English 3416 -- American Literature

Instructor: Alan Bourassa
Time: WF 9:00 - 10:20
Office Hours: MW 12:30-1:30, WF 10:30-11:30 and by appointment (Office ECH 121 )
Tel: 474-1882
e-mail: bourasa1@nb.sympatico. ca

Passionate desires that explode and passionate desires that are restrained, wild obsession with the past and history, fantasies that hold lives together, the uncanny that explodes within the familiar, the fascination of the good with the evil and the evil with the good: just some of the stories of American Literature. In this course we will see a variety of American literature - poetry, drama, short stories and novels from two centuries. We will talk about history, memory, sexuality, social rules, obsession, racial violence, redemption, comedy, good and evil. By the end of the course we will be able to form our own conclusions about what makes American literature special. Does it really have a common theme? Is it characterized by its variety? At the end of this course I will ask you what conclusions you have come to about American literature. I trust that you will have some interesting answers.

Reading List

FALL 2004

The Color Purple Alice Walker
Franny and Zooey J.D. Salinger
The Bear (available in: Big Woods: The Hunting Stories of William Faulkner) William Faulkner
Who's Afraid of Virginia Woolf? Edward Albee
Six Great American Poets : Poems by Poe, Dickinson, Whitman, Longfellow, Frost and Millay (Dover Thrift Editions) (used for both semesters)
Short Stories of Flannery O'Connor


Rappaccini's Daughter Nathaniel Hawthorne
The Adventures of Huckleberry Finn Mark Twain
Uncle Tom's Cabin Harriet Beecher Stowe
Billy Budd and Other Stories (Penguin Classics) Herman Melville

Fall 2004

WEEK 1 Sept. 9-10
WEEK 2 Sept. 13-17 Poetry -- Frost
WEEK 3 Sept 20-24 The Color Purple Alice Walker
WEEK 4 Sept. 27-Oct. 1 The Color Purple Alice Walker
WEEK 5 Oct. 4-8 Short Stories of Flannery O'Connor
WEEK 6 Oct. 11-15 Franny and Zooey J.D. Salinger
Oct 11 - No Classes Thanksgiving
First Paper Due
WEEK 7 Oct. 18-22 Franny and Zooey J.D. Salinger
WEEK 8 Oct. 25-29 The Bear
WEEK 9 Nov. 1-5 The Bear
WEEK 10 Nov. 8-12 Who's Afraid of Virginia Woolf Edward Albee
Nov. 11 - No Classes Remembrance Day
WEEK 11 Nov. 15-19 Who's Afraid of Virginia Woolf Edward Albee
WEEK 12 Nov. 22-26 Poetry - Millay
Second Paper Due
WEEK 13 Nov. 29-Dec. 3

Winter 2005
WEEK 1 Jan. 3-7 Introduction
WEEK 2 Jan. 10-14 The Adventures of Huckleberry Finn
WEEK 3 Jan. 17-21 The Adventures of Huckleberry Finn
WEEK 4 Jan. 24-28 The Adventures of Huckleberry Finn
WEEK 5 Jan. 31-Feb. 4 Poetry -- Whitman
Feb 4 Chancellor's Day. No classes.
WEEK 6 Feb. 7-11 Rappaccini's Daughter Nathaniel Hawthorne
WEEK 7 Feb. 14-18 Rappaccini's Daughter Nathaniel Hawthorne
WEEK 8 Feb. 21-25 Billy Budd Herman Melville
WEEK 9 Feb. 28-March 4 Uncle Tom's Cabin -- Stowe
Final Research Paper Due
WEEK 10 March 7-11 Mid-Term Break No Classes
WEEK 11 March 14-18 Uncle Tom's Cabin -- Stowe
WEEK 12 March 21-25 Uncle Tom's Cabin -- Stowe
March 25 - No Classes Good Friday
WEEK 13 March 28-April 1 Poetry -- Dickinson
March 28 - No Classes Easter Monday
WEEK 14 April 4-8 Review

Assignments and Evaluation

Your participation grade will include not only attendance and participation in class, but also in class assignments and participation in group work.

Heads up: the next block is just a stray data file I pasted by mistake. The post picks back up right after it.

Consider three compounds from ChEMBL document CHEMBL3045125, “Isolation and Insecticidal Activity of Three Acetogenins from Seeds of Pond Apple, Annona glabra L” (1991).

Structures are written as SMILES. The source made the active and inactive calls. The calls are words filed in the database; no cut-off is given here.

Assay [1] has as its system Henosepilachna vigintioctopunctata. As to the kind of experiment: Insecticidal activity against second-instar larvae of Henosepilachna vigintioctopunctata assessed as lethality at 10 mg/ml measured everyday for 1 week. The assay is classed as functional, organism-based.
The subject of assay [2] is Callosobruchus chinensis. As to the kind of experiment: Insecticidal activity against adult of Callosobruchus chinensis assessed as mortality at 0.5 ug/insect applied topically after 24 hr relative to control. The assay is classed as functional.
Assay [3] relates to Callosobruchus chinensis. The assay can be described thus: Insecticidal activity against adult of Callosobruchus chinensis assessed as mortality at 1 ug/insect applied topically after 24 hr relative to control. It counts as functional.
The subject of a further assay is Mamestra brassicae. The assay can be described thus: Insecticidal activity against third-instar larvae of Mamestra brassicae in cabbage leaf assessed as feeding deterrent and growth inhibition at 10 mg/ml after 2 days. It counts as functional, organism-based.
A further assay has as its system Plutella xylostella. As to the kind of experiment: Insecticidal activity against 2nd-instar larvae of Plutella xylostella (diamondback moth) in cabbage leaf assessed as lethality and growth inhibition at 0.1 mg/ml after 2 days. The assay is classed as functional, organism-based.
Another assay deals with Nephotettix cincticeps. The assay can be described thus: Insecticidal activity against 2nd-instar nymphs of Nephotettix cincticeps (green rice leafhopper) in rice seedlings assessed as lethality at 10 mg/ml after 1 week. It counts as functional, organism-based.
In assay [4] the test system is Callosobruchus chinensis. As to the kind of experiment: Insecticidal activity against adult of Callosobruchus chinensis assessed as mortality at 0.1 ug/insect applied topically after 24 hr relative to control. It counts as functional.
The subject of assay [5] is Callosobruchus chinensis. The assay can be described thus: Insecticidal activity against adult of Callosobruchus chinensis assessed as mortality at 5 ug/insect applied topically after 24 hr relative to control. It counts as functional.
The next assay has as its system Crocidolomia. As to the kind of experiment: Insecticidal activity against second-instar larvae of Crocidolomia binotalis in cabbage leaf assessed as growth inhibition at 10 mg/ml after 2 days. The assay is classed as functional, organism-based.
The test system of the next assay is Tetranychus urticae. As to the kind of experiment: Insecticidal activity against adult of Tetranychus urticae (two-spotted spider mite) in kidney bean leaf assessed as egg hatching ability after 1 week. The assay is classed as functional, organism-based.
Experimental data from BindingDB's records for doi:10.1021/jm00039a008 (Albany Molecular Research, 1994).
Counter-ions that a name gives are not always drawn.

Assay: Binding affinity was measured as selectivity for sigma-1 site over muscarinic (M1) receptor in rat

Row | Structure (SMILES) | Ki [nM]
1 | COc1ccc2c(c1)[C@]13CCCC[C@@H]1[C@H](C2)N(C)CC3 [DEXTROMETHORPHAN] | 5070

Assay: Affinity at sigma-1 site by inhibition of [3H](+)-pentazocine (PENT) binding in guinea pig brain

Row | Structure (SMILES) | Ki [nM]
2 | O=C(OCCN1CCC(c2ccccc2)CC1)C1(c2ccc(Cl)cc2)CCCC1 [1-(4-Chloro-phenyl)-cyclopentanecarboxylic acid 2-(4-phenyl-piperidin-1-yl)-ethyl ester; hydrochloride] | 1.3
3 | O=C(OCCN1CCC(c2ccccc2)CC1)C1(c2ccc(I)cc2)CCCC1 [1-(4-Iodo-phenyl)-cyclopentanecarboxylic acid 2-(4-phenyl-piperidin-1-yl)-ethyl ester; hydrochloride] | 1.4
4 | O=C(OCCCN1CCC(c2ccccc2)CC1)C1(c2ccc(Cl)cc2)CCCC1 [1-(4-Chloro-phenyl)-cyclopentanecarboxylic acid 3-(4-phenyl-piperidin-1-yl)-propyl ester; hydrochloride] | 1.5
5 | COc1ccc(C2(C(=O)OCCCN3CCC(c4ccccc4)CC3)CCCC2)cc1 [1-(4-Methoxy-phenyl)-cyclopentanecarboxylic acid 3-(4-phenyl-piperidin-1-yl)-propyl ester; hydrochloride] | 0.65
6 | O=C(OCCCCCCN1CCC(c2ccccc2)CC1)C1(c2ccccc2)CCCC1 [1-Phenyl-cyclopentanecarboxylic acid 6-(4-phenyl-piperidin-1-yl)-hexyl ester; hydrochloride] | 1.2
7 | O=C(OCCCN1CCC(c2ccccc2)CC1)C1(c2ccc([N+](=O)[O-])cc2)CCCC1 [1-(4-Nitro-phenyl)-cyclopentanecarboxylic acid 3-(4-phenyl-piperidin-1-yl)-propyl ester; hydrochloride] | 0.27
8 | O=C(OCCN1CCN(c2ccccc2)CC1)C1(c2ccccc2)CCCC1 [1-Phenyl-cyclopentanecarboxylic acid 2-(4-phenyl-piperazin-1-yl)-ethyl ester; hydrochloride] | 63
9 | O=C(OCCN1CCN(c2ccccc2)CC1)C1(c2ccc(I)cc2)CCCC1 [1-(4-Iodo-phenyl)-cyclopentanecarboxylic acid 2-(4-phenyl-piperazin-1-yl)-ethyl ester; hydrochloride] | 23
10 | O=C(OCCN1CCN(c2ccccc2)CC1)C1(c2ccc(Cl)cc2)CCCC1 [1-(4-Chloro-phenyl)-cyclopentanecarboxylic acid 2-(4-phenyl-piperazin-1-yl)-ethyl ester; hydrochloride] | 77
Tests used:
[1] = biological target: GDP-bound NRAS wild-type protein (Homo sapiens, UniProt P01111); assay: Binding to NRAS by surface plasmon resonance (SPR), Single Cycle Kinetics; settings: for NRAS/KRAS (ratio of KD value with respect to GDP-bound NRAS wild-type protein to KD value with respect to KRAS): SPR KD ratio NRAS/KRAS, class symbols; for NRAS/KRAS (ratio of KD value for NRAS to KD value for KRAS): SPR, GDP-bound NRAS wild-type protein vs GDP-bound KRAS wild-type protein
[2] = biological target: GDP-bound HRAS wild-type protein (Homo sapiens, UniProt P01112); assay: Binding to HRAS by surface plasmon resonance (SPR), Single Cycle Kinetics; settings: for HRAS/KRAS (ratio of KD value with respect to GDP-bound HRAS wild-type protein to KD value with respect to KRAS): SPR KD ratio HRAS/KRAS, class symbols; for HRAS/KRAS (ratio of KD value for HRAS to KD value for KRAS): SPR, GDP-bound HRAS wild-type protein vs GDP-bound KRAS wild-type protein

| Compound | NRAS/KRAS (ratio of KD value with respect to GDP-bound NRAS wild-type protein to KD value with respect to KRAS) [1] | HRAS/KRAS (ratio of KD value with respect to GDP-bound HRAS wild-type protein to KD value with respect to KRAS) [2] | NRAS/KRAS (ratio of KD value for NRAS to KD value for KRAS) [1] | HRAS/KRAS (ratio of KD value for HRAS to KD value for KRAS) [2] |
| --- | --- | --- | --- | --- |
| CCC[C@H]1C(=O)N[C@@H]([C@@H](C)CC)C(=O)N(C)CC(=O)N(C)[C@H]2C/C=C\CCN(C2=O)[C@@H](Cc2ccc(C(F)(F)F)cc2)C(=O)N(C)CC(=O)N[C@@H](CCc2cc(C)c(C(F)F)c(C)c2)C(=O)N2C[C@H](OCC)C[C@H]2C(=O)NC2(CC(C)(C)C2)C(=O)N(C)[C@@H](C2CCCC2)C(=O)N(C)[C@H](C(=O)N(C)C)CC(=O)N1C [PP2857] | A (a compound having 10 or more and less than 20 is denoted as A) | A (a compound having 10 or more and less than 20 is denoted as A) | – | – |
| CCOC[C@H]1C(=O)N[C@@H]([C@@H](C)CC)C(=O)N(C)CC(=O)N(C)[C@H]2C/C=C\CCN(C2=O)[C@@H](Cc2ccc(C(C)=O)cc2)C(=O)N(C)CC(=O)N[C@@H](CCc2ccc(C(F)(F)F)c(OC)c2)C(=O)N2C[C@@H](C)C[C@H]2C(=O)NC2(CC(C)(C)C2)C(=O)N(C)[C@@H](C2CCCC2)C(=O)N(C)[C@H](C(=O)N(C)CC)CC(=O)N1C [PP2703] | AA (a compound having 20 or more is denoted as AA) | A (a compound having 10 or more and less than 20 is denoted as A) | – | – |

The papers are due at the beginning of class on the dates specified (always the FIRST class of the week in which the paper is due. If the first class is a Monday, the paper will be due Monday. If there is a holiday then it would be due the first class of the week e.g. Wednesday). Late papers will be marked down one grade per day (i.e. one day late brings a B+ down to a B). If you have to hand a paper in late you must tell me BEFORE the paper is due and we can negotiate. There are certain good reasons for not handing in a paper: family problems, illness, going out of town for school. There are certain reasons that won't fly: hangovers, assignments for other classes, fatigue, just feeling like it. Just be reasonable about handing in your assignments and I will be reasonable if something unforeseen comes up.

You will be allowed four unexcused absences during the semester. After that your final grade will be dropped one mark per extra absence (so three extra unexcused absences drops you from B to C). Again, an unforeseen crisis will excuse the absence. But if you miss several classes, even with a legitimate reason, it will certainly reflect on your work and therefore your grade.

Important Note: Always keep extra copies of your papers, on floppy disk, and make an extra hard copy of each assignment. I will be dealing with hundreds of assignments this semester. One or two are bound to get misplaced, so don't put yourself in an awkward position. Always have a backup.

The Secret to the Participation Grade: 20% of your total grade is for participation. This 20% is, in effect, a gift. It is very easy to get an A in participation: just participate. Speak in every class. Make me remember you. If you participate a lot, I will remember. If, at the end of the semester, when I am giving you your participation grade, I remember that you spoke in almost every class, and that you did in-class assignments enthusiastically, you will be on your way to a strong grade in participation. If I remember you speaking a fair amount, you will get a B-range grade. If you just sat quietly -- even if you showed up for all the classes -- I would give a C or lower. Just talk, ask questions, make comments, give an opinion, argue, come for extra help and you will get a good grade in participation. Simple as that. Take advantage of the boost this policy can give to your grade.


Fall 2004
Quiz 1 2.5%
Quiz 2 2.5%
Quiz 3 2.5%
Quiz 4 2.5%
Paper 1 10%
Paper 2 20%
Participation 10%

Winter 2004
Quiz 1 2.5%
Quiz 2 2.5%
Quiz 3 2.5%
Quiz4 2.5%
Paper 3 (Research paper) 30%
Participation 10%